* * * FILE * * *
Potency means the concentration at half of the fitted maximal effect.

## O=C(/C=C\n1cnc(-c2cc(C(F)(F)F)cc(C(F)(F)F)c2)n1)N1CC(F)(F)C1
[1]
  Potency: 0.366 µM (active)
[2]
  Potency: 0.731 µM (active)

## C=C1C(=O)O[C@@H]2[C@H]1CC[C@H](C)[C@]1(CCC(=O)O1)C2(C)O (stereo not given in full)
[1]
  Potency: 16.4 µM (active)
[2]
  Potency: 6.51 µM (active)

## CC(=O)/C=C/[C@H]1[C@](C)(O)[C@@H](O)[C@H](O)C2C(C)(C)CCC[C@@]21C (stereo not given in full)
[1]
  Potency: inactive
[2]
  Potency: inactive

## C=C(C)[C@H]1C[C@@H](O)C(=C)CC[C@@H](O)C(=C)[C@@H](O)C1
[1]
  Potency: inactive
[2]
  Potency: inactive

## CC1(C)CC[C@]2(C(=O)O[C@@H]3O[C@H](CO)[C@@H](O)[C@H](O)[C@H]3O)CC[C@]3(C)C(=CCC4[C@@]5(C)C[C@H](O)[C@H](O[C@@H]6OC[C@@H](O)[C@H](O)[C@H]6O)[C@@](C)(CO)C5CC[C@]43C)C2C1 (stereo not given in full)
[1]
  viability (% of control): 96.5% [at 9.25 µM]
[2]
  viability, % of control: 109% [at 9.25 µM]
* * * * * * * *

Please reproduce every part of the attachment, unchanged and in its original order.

Potency means the concentration at half of the fitted maximal effect.

## O=C(/C=C\n1cnc(-c2cc(C(F)(F)F)cc(C(F)(F)F)c2)n1)N1CC(F)(F)C1
[1]
  Potency: 0.366 µM (active)
[2]
  Potency: 0.731 µM (active)

## C=C1C(=O)O[C@@H]2[C@H]1CC[C@H](C)[C@]1(CCC(=O)O1)C2(C)O (stereo not given in full)
[1]
  Potency: 16.4 µM (active)
[2]
  Potency: 6.51 µM (active)

## CC(=O)/C=C/[C@H]1[C@](C)(O)[C@@H](O)[C@H](O)C2C(C)(C)CCC[C@@]21C (stereo not given in full)
[1]
  Potency: inactive
[2]
  Potency: inactive

## C=C(C)[C@H]1C[C@@H](O)C(=C)CC[C@@H](O)C(=C)[C@@H](O)C1
[1]
  Potency: inactive
[2]
  Potency: inactive

## CC1(C)CC[C@]2(C(=O)O[C@@H]3O[C@H](CO)[C@@H](O)[C@H](O)[C@H]3O)CC[C@]3(C)C(=CCC4[C@@]5(C)C[C@H](O)[C@H](O[C@@H]6OC[C@@H](O)[C@H](O)[C@H]6O)[C@@](C)(CO)C5CC[C@]43C)C2C1 (stereo not given in full)
[1]
  viability (% of control): 96.5% [at 9.25 µM]
[2]
  viability, % of control: 109% [at 9.25 µM]